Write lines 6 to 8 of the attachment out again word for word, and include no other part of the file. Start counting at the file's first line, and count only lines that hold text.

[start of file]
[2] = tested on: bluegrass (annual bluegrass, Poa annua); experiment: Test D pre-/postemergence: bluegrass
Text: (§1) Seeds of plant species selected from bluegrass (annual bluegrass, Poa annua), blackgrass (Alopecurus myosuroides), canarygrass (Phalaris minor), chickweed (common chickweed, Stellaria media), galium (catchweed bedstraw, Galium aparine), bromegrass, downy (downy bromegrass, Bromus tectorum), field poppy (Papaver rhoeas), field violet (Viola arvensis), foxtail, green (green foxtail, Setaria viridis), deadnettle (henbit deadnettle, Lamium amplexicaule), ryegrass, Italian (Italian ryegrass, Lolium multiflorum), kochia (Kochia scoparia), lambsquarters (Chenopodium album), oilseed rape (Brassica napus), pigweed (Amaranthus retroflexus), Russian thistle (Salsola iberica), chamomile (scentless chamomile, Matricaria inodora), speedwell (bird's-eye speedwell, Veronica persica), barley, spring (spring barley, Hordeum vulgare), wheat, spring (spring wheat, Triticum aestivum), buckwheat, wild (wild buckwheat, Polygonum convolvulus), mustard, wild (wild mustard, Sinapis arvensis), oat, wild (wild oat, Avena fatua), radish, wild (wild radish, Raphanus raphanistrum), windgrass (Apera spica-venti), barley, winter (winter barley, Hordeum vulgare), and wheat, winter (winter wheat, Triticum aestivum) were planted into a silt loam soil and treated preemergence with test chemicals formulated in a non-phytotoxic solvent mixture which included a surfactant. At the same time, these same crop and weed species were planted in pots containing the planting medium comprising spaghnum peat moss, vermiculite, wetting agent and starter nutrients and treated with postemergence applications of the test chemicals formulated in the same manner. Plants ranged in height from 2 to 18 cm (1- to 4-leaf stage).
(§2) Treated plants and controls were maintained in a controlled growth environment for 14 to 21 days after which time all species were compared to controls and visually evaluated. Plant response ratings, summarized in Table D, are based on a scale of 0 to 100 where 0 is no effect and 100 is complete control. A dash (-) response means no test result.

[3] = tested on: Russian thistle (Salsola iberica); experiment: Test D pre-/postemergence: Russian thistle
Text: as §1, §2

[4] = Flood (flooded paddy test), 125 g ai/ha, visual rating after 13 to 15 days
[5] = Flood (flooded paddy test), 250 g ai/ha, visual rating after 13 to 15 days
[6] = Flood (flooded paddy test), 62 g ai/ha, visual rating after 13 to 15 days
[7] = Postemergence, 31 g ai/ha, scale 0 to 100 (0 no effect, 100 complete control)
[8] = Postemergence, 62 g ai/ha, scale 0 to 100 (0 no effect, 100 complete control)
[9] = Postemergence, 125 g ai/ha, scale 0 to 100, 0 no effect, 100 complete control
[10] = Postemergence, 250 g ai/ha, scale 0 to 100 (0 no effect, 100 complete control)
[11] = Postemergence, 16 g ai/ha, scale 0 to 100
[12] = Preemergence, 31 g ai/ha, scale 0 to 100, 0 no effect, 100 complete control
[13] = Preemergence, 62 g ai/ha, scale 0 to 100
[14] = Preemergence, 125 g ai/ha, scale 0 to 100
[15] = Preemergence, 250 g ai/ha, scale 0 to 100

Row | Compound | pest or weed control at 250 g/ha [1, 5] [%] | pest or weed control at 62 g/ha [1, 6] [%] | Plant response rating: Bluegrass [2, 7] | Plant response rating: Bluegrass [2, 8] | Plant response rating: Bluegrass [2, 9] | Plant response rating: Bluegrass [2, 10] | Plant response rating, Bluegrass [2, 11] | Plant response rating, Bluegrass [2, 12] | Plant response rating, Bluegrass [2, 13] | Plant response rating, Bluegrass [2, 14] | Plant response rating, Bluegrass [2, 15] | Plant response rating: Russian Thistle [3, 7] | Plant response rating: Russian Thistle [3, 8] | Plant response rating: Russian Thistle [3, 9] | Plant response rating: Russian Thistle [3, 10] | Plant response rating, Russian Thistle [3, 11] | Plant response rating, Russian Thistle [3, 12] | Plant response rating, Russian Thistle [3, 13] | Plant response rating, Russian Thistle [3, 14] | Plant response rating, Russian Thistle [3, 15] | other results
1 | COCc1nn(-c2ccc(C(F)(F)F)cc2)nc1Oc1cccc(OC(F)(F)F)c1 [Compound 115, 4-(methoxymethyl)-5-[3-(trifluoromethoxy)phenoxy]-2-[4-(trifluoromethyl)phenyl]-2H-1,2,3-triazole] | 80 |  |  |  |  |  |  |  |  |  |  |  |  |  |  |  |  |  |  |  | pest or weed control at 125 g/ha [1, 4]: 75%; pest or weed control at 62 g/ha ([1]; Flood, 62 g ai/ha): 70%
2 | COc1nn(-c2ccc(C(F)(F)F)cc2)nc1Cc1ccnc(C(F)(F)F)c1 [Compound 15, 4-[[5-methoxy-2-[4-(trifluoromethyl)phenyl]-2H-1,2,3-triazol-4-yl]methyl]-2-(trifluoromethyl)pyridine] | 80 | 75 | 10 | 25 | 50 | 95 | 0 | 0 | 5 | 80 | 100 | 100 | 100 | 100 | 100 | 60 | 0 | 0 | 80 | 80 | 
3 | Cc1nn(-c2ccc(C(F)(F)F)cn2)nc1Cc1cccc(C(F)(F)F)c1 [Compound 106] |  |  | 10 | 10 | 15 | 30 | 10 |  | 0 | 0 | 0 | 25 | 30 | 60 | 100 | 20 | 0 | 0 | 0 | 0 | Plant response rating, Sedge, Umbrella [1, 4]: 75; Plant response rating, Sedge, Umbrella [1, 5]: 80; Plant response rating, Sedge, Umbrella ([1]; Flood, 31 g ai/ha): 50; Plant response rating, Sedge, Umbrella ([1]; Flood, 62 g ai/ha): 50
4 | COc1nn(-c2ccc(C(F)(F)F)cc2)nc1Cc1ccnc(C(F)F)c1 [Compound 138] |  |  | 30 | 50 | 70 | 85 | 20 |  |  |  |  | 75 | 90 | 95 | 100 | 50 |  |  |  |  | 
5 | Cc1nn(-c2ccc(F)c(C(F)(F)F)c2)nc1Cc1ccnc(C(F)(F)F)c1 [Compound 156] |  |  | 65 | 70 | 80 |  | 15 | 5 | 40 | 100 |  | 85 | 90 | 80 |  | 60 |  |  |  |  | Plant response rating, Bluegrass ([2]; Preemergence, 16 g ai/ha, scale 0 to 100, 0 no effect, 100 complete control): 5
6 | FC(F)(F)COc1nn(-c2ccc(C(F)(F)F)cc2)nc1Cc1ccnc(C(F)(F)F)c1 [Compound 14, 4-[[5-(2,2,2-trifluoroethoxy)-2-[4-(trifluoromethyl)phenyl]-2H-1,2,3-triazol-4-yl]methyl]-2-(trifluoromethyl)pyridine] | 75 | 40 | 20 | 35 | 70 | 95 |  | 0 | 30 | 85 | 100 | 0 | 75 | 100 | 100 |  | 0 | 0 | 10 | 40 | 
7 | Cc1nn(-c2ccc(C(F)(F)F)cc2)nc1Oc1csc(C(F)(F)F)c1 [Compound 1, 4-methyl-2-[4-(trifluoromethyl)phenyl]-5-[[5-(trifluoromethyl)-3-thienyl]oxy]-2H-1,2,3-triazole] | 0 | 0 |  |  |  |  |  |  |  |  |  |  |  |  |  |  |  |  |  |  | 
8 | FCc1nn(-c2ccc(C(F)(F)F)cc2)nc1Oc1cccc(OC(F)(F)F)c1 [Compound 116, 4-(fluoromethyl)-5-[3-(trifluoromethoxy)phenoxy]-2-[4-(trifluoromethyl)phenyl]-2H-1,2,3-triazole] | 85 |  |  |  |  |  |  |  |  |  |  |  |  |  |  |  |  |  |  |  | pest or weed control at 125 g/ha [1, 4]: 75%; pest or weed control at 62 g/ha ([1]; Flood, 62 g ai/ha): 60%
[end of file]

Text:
[4] = Flood (flooded paddy test), 125 g ai/ha, visual rating after 13 to 15 days
[5] = Flood (flooded paddy test), 250 g ai/ha, visual rating after 13 to 15 days
[6] = Flood (flooded paddy test), 62 g ai/ha, visual rating after 13 to 15 days